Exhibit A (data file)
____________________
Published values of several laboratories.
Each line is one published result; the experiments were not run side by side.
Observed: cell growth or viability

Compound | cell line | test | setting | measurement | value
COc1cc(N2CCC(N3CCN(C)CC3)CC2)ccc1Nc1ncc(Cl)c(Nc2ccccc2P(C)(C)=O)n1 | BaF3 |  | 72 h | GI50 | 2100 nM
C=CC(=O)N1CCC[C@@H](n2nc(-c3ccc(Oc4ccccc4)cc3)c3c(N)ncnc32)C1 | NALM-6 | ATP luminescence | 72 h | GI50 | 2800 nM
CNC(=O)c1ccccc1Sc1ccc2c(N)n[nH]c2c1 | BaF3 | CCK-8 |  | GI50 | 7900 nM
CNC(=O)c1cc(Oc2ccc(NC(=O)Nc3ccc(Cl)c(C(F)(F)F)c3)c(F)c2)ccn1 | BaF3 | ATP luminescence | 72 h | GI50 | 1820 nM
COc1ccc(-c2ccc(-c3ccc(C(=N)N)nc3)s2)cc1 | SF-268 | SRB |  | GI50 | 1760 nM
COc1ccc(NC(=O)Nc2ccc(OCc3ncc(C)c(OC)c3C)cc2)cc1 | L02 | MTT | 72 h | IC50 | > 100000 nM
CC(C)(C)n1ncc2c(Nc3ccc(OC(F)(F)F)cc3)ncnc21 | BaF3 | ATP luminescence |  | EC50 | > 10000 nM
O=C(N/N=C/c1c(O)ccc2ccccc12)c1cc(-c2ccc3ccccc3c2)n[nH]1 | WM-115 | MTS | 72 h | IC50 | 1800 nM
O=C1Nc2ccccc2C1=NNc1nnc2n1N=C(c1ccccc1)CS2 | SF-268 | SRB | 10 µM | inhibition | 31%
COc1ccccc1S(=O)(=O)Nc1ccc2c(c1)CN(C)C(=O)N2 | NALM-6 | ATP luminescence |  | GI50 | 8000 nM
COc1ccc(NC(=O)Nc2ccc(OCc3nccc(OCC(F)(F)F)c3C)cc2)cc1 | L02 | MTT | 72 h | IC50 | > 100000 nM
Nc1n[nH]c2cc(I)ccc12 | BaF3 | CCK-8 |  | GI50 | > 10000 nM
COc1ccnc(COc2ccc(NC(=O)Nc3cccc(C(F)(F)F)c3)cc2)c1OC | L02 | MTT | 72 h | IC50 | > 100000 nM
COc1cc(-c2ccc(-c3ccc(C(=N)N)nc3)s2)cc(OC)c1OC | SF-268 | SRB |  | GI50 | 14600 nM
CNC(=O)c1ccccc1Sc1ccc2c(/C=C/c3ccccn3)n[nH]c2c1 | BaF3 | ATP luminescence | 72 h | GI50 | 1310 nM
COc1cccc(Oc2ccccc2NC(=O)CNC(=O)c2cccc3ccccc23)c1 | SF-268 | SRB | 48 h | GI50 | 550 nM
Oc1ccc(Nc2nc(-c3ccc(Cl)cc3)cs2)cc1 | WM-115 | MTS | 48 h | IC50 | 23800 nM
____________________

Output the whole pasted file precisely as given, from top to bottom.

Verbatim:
Published values of several laboratories.
Each line is one published result; the experiments were not run side by side.
Observed: cell growth or viability

Compound | cell line | test | setting | measurement | value
COc1cc(N2CCC(N3CCN(C)CC3)CC2)ccc1Nc1ncc(Cl)c(Nc2ccccc2P(C)(C)=O)n1 | BaF3 |  | 72 h | GI50 | 2100 nM
C=CC(=O)N1CCC[C@@H](n2nc(-c3ccc(Oc4ccccc4)cc3)c3c(N)ncnc32)C1 | NALM-6 | ATP luminescence | 72 h | GI50 | 2800 nM
CNC(=O)c1ccccc1Sc1ccc2c(N)n[nH]c2c1 | BaF3 | CCK-8 |  | GI50 | 7900 nM
CNC(=O)c1cc(Oc2ccc(NC(=O)Nc3ccc(Cl)c(C(F)(F)F)c3)c(F)c2)ccn1 | BaF3 | ATP luminescence | 72 h | GI50 | 1820 nM
COc1ccc(-c2ccc(-c3ccc(C(=N)N)nc3)s2)cc1 | SF-268 | SRB |  | GI50 | 1760 nM
COc1ccc(NC(=O)Nc2ccc(OCc3ncc(C)c(OC)c3C)cc2)cc1 | L02 | MTT | 72 h | IC50 | > 100000 nM
CC(C)(C)n1ncc2c(Nc3ccc(OC(F)(F)F)cc3)ncnc21 | BaF3 | ATP luminescence |  | EC50 | > 10000 nM
O=C(N/N=C/c1c(O)ccc2ccccc12)c1cc(-c2ccc3ccccc3c2)n[nH]1 | WM-115 | MTS | 72 h | IC50 | 1800 nM
O=C1Nc2ccccc2C1=NNc1nnc2n1N=C(c1ccccc1)CS2 | SF-268 | SRB | 10 µM | inhibition | 31%
COc1ccccc1S(=O)(=O)Nc1ccc2c(c1)CN(C)C(=O)N2 | NALM-6 | ATP luminescence |  | GI50 | 8000 nM
COc1ccc(NC(=O)Nc2ccc(OCc3nccc(OCC(F)(F)F)c3C)cc2)cc1 | L02 | MTT | 72 h | IC50 | > 100000 nM
Nc1n[nH]c2cc(I)ccc12 | BaF3 | CCK-8 |  | GI50 | > 10000 nM
COc1ccnc(COc2ccc(NC(=O)Nc3cccc(C(F)(F)F)c3)cc2)c1OC | L02 | MTT | 72 h | IC50 | > 100000 nM
COc1cc(-c2ccc(-c3ccc(C(=N)N)nc3)s2)cc(OC)c1OC | SF-268 | SRB |  | GI50 | 14600 nM
CNC(=O)c1ccccc1Sc1ccc2c(/C=C/c3ccccn3)n[nH]c2c1 | BaF3 | ATP luminescence | 72 h | GI50 | 1310 nM
COc1cccc(Oc2ccccc2NC(=O)CNC(=O)c2cccc3ccccc23)c1 | SF-268 | SRB | 48 h | GI50 | 550 nM
Oc1ccc(Nc2nc(-c3ccc(Cl)cc3)cs2)cc1 | WM-115 | MTS | 48 h | IC50 | 23800 nM